Women of the World, Independent Lens
Amlan Ganguly, a lawyer-turned social entrepreneur, has sown hope in the poorest neighborhoods of Calcutta by empowering children.
Raised as Americans, three young Cambodian men are deported back to Cambodia, caught by a system that doesn't offer second chances.
David Grabias is an award-winning documentary filmmaker with more than a decade of experience. His films have aired internationally on PBS, A&E, Discovery, FX, and National Geographic. David was nominated for an Emmy as a producer on the Discovery Channel’s two-hour documentary special Why Dogs Smile… and Chimpanzees Cry, narrated by Sigourney Weaver. More recently, he directed and produced the one-hour documentary The Real Exorcists for A&E, profiling the current state of the exorcism ritual around the world. His previous independent documentary film was Centralia. This revealing portrait of an out-of-control mine fire that threatens to destroy a small Pennsylvania town aired on PBS. David lived in Turkey for two years to complete the one-hour documentary Those Who Are In Love, which celebrates the country’s vanishing folk minstrel tradition. David has worked extensively in creating programming with a number of Hollywood studios, including Sony, Universal, and Disney, and corporate clients such as Goldman Sachs and General Electric. He also produced the orientation film for the Getty Center Museum. David is currently co-producing and co-directing Money and Medicine, a documentary for PBS about the health insurance crisis. A founder of Artifact Studios, David is based in Los Angeles.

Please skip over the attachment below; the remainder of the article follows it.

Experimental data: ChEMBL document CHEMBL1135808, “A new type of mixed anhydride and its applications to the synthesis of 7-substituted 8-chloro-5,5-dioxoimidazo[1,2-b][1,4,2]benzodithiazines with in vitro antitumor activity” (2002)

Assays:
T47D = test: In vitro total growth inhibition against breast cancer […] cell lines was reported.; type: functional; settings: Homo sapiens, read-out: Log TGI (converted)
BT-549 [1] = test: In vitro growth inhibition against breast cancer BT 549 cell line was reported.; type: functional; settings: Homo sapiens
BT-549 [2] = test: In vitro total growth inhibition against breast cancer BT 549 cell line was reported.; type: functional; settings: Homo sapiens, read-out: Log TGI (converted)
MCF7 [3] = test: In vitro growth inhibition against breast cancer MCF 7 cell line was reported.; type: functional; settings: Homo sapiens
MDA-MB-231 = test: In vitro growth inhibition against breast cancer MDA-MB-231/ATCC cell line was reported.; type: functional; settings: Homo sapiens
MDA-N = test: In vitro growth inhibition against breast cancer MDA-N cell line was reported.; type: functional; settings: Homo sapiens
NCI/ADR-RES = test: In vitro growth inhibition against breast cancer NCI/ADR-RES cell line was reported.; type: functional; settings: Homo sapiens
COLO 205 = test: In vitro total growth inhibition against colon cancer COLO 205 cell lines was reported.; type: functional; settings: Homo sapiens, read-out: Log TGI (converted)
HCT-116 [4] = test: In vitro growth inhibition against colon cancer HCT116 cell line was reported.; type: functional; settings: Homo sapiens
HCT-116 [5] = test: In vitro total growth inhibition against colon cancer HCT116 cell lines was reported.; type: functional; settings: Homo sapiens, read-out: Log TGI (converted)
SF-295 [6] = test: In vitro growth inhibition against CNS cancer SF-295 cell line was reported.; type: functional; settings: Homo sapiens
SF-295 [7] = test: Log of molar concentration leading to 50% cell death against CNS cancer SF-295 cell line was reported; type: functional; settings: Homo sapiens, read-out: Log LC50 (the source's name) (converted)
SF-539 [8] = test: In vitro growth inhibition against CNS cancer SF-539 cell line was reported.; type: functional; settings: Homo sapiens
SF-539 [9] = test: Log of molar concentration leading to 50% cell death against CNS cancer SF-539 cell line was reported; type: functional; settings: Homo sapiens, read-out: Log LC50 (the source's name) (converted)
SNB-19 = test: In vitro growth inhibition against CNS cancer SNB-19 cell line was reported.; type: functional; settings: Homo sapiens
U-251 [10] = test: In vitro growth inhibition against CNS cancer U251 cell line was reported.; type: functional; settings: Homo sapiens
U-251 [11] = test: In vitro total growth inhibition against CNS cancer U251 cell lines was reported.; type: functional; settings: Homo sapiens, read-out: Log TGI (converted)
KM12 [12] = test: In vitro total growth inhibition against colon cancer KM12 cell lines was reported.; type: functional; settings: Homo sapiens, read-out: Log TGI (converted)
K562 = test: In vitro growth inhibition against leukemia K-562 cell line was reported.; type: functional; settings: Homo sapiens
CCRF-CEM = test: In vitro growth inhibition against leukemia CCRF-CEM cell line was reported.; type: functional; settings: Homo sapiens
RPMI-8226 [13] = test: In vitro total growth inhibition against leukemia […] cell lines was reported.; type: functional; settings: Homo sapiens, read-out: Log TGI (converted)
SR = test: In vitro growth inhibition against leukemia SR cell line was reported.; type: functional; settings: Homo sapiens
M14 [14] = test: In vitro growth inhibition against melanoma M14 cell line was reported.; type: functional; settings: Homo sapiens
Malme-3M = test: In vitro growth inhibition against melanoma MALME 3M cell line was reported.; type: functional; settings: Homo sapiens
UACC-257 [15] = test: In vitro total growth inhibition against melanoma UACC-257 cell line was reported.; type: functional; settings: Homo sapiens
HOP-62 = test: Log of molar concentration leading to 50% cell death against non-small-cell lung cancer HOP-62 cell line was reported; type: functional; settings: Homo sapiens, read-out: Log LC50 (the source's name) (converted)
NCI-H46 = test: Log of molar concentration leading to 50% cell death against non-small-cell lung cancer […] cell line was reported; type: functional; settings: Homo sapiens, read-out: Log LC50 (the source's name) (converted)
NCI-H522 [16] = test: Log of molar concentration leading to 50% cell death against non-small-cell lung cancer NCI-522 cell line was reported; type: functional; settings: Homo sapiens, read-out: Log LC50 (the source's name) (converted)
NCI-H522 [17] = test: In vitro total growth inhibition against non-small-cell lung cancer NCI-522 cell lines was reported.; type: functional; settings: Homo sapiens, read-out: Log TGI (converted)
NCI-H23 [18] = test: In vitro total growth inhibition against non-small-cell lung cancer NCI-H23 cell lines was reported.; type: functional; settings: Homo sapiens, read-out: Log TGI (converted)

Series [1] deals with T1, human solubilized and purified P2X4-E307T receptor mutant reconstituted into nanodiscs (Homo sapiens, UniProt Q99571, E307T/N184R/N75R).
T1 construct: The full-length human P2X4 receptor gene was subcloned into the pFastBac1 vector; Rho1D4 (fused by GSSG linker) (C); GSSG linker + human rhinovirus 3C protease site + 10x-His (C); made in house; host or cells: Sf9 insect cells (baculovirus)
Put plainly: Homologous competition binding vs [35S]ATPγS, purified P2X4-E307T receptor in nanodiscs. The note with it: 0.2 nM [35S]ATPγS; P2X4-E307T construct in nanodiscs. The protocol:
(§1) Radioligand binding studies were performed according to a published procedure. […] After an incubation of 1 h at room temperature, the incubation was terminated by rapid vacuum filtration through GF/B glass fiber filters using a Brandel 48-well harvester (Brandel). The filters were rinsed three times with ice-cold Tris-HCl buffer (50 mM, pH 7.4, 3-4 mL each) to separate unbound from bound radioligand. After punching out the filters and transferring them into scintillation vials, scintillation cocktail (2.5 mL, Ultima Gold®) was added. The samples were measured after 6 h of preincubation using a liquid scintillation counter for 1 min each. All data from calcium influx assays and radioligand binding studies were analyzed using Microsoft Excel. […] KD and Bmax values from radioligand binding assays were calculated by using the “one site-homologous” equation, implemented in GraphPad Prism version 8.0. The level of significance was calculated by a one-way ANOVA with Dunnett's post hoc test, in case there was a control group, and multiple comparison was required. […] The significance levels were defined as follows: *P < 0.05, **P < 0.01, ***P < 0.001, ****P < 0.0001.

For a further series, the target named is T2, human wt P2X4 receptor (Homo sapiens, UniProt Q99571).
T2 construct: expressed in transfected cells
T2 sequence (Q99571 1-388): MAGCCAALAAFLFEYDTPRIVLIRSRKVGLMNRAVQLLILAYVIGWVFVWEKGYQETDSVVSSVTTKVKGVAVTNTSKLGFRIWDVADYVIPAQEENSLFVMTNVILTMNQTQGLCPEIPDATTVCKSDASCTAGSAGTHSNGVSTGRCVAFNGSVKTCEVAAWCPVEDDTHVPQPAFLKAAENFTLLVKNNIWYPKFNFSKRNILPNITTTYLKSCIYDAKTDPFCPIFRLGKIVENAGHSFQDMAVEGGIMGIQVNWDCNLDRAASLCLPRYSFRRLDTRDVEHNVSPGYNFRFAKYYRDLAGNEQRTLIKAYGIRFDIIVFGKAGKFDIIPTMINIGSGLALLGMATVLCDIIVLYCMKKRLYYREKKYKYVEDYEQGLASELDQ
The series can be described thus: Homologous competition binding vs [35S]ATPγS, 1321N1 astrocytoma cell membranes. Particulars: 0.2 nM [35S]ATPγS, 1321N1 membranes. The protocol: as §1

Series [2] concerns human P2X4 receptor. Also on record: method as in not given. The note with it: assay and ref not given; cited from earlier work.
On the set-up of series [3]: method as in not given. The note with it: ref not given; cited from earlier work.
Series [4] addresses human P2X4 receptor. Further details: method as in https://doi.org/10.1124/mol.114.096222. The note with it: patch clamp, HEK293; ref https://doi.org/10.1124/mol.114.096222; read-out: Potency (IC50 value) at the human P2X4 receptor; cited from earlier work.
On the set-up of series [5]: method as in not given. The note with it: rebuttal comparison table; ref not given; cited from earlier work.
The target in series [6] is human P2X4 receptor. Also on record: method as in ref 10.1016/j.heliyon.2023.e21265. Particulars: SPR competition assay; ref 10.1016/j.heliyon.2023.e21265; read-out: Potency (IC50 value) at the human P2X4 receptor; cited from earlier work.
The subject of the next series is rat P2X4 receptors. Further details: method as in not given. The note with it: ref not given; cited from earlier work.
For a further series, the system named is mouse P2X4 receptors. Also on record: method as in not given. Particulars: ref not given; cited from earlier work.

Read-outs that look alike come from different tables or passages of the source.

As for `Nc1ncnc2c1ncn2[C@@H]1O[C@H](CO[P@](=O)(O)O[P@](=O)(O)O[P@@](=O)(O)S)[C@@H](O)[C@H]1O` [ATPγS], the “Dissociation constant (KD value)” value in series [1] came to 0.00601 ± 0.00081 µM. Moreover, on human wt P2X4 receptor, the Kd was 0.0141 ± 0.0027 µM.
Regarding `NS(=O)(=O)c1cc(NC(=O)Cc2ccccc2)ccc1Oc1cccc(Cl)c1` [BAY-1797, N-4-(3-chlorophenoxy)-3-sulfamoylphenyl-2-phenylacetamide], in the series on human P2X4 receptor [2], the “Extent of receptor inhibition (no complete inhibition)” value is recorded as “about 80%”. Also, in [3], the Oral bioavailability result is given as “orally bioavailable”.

Nicole Newnham co-directed the critically acclaimed documentary The Rape of Europa, about the fate of Europe's art treasures during WWII. The Rape of Europa played theatrically in 80 cities across the country, and was recently nominated for two Emmy awards. Nicole was also nominated for… an Emmy Award for her documentary Sentenced Home, following three Cambodian refugees in Seattle who are deported back to Cambodia after 9/11. She field-produced the Emmy-nominated documentary Skin for PBS and National Geographic, and co-produced They Drew Fire, a widely-acclaimed special for PBS about the combat artists of World War II. Nicole received a Master's degree in Documentary Film from Stanford University.
Putting a human face on controversial immigration policy, Sentenced Home follows three young Cambodian Americans through the deportation process. Raised in inner city Seattle, they pay an unbearable price for mistakes they made as teenagers. Caught between their tragic pasts and an uncertain future, each young man confronts a legal system that offers no second chances.
As part of a large group of Cambodian refugees admitted to the U.S. in the early 1980s, the deportees and their families found asylum in Seattle’s grim public housing projects and hoped for a piece of the American dream. But, as “permanent residents,” the refugees were not afforded the same protections as American citizens. Under strict anti-terrorism legislation enacted in 1996, even minor convictions can result in automatic deportation. For some, this means being permanently separated from families and homes because of a minor offense — as in the case of Loeun Lun, who fired a gun into the air as a teenager to protect himself from a gang attack.
Along with family man Loeun Lun, who fights to stay together with his wife and children from behind bars and across oceans, audiences meet former gang member Kim Ho Ma, who struggles to come to terms with his identity in a country he doesn’t understand.
Sentenced Home follows Lun and Kim Ho Ma all the way to Cambodia. There Lun begins building a tiny shack for himself amidst rice paddies, while Kim Ho tries to contain his anger and frustration at U.S. immigration law, and the lack of opportunity in the city of Phnom Penh.
Meanwhile, as Many Uch leads his baseball team, inspiring members of the Seattle community to re-think their negative opinions of the deportees, his own deportation status hangs in the balance of an unblinking legal system increasingly deemed unfair.